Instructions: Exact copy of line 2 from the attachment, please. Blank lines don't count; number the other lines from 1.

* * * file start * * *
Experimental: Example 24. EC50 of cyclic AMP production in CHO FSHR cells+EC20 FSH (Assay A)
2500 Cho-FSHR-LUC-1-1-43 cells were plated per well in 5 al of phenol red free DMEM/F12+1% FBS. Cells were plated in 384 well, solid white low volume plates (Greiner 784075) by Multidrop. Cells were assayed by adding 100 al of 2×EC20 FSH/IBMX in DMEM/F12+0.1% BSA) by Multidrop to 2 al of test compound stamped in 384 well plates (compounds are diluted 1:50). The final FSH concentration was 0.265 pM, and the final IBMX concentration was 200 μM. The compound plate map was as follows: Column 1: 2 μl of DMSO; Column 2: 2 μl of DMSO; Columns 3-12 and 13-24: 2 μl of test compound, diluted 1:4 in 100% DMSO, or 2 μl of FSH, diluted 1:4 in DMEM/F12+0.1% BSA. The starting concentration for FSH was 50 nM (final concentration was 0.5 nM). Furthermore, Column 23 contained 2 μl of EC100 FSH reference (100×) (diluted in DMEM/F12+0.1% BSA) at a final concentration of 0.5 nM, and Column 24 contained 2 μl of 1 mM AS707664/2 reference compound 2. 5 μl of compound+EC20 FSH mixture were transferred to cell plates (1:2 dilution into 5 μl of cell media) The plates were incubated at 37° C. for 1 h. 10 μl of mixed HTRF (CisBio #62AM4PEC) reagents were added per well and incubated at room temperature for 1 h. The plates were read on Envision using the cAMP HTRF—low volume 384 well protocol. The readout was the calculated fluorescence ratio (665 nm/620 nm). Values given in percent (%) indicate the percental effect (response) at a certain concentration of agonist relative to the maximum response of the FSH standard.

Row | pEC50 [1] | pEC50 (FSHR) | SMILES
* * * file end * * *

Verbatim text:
2500 Cho-FSHR-LUC-1-1-43 cells were plated per well in 5 al of phenol red free DMEM/F12+1% FBS. Cells were plated in 384 well, solid white low volume plates (Greiner 784075) by Multidrop. Cells were assayed by adding 100 al of 2×EC20 FSH/IBMX in DMEM/F12+0.1% BSA) by Multidrop to 2 al of test compound stamped in 384 well plates (compounds are diluted 1:50). The final FSH concentration was 0.265 pM, and the final IBMX concentration was 200 μM. The compound plate map was as follows: Column 1: 2 μl of DMSO; Column 2: 2 μl of DMSO; Columns 3-12 and 13-24: 2 μl of test compound, diluted 1:4 in 100% DMSO, or 2 μl of FSH, diluted 1:4 in DMEM/F12+0.1% BSA. The starting concentration for FSH was 50 nM (final concentration was 0.5 nM). Furthermore, Column 23 contained 2 μl of EC100 FSH reference (100×) (diluted in DMEM/F12+0.1% BSA) at a final concentration of 0.5 nM, and Column 24 contained 2 μl of 1 mM AS707664/2 reference compound 2. 5 μl of compound+EC20 FSH mixture were transferred to cell plates (1:2 dilution into 5 μl of cell media) The plates were incubated at 37° C. for 1 h. 10 μl of mixed HTRF (CisBio #62AM4PEC) reagents were added per well and incubated at room temperature for 1 h. The plates were read on Envision using the cAMP HTRF—low volume 384 well protocol. The readout was the calculated fluorescence ratio (665 nm/620 nm). Values given in percent (%) indicate the percental effect (response) at a certain concentration of agonist relative to the maximum response of the FSH standard.